Rabbits, some only days old, dumped in filthy cages in Outwell on Easter Monday
- Credit: Archant
Two rabbits died when 17 were dumped in filthy cages in what is being called a “heart breaking” incident in Outwell on Easter Monday.
The RSPCA is caring for 12 of the rabbits who survived, some only days old, after they were thrown in cages down a dyke, next to a road in the village.
Three ran off scared into nearby fields.
The rabbits were dumped in damaged, filthy cages which were full of old urine and faeces, with an overpowering stench.
Kathy Hornig, RSPCA animal welfare officer, said: “This is one of the most heartbreaking incidents I have been to in recent times.
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“I think it was more upsetting given that they were dumped on Easter Monday - a day when people usually celebrate the Easter bunny, not treat them in such a callous way.
“I cannot thank the members of the public enough who spotted the rabbits and then spent time trying to catch them. Once again kind-hearted people are being left to pick up the pieces because of other people’s heartless actions.
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“The eight rabbits - five female and three males - were taken in to the care of the RSPCA Peterborough and District Branch.
“Sadly none of the adult females were the mum of the four babies, which are between a week and 10 days old, so the youngsters have been taken home to a fosterer because they are still so young.
“Two of the adults had extremely long teeth, which had been left untreated, so they will require some veterinary equipment.”
The incident was reported in Chalk Road, Outwell, just before 10am.
Kathy said: “I would appeal to anyone who may have been in the area or seen anyone acting suspiciously to contact me. I would also like to hear from anyone who may know of someone who had such a large number of rabbits and now they don’t. Please call me on the RSPCA’s appeal line in complete confidence on 0300 123 8018.”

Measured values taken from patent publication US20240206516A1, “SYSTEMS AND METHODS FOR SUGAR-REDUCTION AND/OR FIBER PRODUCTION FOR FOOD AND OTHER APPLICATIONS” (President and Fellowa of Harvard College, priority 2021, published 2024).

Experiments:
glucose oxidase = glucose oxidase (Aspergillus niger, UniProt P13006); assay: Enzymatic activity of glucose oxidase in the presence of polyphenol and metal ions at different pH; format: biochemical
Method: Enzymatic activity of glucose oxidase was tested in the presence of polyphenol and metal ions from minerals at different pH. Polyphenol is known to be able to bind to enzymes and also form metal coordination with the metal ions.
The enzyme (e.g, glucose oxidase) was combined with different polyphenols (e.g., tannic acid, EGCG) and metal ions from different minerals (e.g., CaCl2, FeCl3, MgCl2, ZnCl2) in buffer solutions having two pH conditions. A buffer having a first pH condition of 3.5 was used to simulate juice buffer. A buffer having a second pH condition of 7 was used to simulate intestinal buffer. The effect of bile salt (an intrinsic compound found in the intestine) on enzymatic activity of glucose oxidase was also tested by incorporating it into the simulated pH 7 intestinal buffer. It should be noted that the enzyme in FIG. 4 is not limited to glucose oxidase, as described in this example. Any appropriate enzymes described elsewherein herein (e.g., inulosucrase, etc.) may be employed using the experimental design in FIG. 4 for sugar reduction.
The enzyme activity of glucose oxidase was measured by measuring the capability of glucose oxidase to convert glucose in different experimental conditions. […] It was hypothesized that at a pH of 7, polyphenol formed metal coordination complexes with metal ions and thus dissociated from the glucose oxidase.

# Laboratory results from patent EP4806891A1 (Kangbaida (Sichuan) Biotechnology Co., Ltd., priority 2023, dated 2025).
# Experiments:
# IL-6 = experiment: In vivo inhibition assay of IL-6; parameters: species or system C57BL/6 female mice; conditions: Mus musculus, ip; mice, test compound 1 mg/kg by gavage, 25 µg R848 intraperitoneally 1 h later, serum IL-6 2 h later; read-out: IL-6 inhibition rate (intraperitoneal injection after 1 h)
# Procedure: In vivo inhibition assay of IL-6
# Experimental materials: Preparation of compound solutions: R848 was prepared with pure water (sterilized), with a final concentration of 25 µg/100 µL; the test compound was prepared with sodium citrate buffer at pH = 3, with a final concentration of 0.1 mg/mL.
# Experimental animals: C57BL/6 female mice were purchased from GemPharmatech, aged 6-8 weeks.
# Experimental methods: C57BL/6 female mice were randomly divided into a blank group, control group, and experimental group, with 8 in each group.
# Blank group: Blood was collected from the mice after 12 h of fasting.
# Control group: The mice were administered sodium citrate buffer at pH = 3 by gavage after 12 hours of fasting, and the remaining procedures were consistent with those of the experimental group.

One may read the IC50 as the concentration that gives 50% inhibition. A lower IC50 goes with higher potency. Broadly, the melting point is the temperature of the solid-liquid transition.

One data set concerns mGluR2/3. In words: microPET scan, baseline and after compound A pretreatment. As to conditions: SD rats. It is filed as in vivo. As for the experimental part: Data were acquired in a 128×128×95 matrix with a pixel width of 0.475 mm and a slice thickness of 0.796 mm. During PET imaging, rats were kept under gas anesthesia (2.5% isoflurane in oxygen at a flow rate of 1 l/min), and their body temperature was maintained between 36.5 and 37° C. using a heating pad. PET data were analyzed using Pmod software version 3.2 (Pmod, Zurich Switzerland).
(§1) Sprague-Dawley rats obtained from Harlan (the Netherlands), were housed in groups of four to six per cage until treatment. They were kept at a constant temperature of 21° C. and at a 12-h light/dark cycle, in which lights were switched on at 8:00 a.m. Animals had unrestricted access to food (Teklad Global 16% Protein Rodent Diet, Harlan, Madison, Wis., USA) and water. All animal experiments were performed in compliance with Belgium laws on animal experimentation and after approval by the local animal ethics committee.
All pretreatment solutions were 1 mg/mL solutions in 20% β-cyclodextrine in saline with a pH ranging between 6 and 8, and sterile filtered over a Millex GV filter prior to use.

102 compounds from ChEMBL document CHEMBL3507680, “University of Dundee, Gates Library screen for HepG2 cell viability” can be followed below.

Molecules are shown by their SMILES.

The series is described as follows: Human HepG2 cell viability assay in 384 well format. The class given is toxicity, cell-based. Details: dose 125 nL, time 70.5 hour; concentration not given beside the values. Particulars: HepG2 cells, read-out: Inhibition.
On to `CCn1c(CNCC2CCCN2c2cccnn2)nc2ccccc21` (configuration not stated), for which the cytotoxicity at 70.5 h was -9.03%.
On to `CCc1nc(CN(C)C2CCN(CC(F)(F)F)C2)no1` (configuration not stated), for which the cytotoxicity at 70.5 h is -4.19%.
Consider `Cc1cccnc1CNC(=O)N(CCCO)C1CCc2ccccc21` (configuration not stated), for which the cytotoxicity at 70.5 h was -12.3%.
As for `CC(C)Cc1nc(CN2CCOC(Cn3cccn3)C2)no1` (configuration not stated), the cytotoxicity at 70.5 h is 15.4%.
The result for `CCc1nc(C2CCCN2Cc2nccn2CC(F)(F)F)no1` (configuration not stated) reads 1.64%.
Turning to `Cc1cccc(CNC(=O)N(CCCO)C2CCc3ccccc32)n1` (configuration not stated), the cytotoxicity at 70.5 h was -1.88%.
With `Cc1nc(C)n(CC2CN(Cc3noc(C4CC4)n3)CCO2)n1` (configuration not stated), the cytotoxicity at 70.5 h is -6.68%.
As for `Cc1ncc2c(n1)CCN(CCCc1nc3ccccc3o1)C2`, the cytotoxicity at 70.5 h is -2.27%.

The cage tops had rolled down the bottom of a grass kerb into the dyke and the two plastic bottoms were laying on the grass.
Thankfully a member of the public discovered the cages and the rabbits and spent a large amount of time catching them. They confined the rabbits at their home before the RSPCA arrived.
Three rabbits were too nervous and agile to be caught and ran off from the location where they were dumped.
Figures show that the RSPCA has seen around 800 abandonment complaints for rabbits each year. So far in 2018 there have been 198 rabbits abandoned since January.
Kathy said that rabbits are arguably one of the most neglected pets in Britain despite being much-loved by many.
“Loving pet owners will understand a rabbits complex needs, but unfortunately some of the common misconceptions about housing and diet are still prevalent today,” she said.
“Sadly it could be this lack of knowledge about their needs which leads to so many rabbits being abandoned and coming into our care.
“Bunnies may look cute but their needs are very complex and it’s important to do lots of research before buying or adopting pet rabbits to ensure that you can meet all their needs.”
• In 2017, the RSPCA investigated 2,428 complaints of neglect about rabbits and more than 2,000 bunnies were rescued by them last year.